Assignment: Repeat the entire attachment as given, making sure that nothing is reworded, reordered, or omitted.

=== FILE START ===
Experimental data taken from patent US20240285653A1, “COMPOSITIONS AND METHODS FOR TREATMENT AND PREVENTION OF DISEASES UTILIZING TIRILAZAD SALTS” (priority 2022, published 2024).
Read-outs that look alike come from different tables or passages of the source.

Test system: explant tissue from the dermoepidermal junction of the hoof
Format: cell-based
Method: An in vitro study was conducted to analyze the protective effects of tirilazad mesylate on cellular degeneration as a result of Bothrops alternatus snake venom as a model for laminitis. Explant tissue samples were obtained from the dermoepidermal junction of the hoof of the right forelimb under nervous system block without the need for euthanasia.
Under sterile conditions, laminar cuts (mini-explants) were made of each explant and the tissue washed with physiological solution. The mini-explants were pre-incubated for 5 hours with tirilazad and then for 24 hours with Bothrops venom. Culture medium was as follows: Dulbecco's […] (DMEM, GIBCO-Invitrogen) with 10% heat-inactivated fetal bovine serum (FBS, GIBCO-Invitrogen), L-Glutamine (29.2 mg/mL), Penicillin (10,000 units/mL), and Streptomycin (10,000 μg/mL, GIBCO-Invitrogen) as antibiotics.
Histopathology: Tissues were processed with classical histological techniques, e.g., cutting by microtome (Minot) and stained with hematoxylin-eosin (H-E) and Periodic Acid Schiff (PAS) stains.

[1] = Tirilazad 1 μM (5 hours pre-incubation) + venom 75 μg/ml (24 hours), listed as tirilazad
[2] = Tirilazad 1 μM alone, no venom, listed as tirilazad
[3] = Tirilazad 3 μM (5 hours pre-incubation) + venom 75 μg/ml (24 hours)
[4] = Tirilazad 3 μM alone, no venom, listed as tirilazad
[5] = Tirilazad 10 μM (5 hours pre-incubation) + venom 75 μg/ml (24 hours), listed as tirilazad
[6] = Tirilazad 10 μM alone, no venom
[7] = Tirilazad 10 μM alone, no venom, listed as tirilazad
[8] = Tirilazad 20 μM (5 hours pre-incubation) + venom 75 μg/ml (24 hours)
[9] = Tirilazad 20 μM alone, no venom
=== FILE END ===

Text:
Experimental data taken from patent US20240285653A1, “COMPOSITIONS AND METHODS FOR TREATMENT AND PREVENTION OF DISEASES UTILIZING TIRILAZAD SALTS” (priority 2022, published 2024).
Read-outs that look alike come from different tables or passages of the source.

Test system: explant tissue from the dermoepidermal junction of the hoof
Format: cell-based
Method: An in vitro study was conducted to analyze the protective effects of tirilazad mesylate on cellular degeneration as a result of Bothrops alternatus snake venom as a model for laminitis. Explant tissue samples were obtained from the dermoepidermal junction of the hoof of the right forelimb under nervous system block without the need for euthanasia.
Under sterile conditions, laminar cuts (mini-explants) were made of each explant and the tissue washed with physiological solution. The mini-explants were pre-incubated for 5 hours with tirilazad and then for 24 hours with Bothrops venom. Culture medium was as follows: Dulbecco's […] (DMEM, GIBCO-Invitrogen) with 10% heat-inactivated fetal bovine serum (FBS, GIBCO-Invitrogen), L-Glutamine (29.2 mg/mL), Penicillin (10,000 units/mL), and Streptomycin (10,000 μg/mL, GIBCO-Invitrogen) as antibiotics.
Histopathology: Tissues were processed with classical histological techniques, e.g., cutting by microtome (Minot) and stained with hematoxylin-eosin (H-E) and Periodic Acid Schiff (PAS) stains.

[1] = Tirilazad 1 μM (5 hours pre-incubation) + venom 75 μg/ml (24 hours), listed as tirilazad
[2] = Tirilazad 1 μM alone, no venom, listed as tirilazad
[3] = Tirilazad 3 μM (5 hours pre-incubation) + venom 75 μg/ml (24 hours)
[4] = Tirilazad 3 μM alone, no venom, listed as tirilazad
[5] = Tirilazad 10 μM (5 hours pre-incubation) + venom 75 μg/ml (24 hours), listed as tirilazad
[6] = Tirilazad 10 μM alone, no venom
[7] = Tirilazad 10 μM alone, no venom, listed as tirilazad
[8] = Tirilazad 20 μM (5 hours pre-incubation) + venom 75 μg/ml (24 hours)
[9] = Tirilazad 20 μM alone, no venom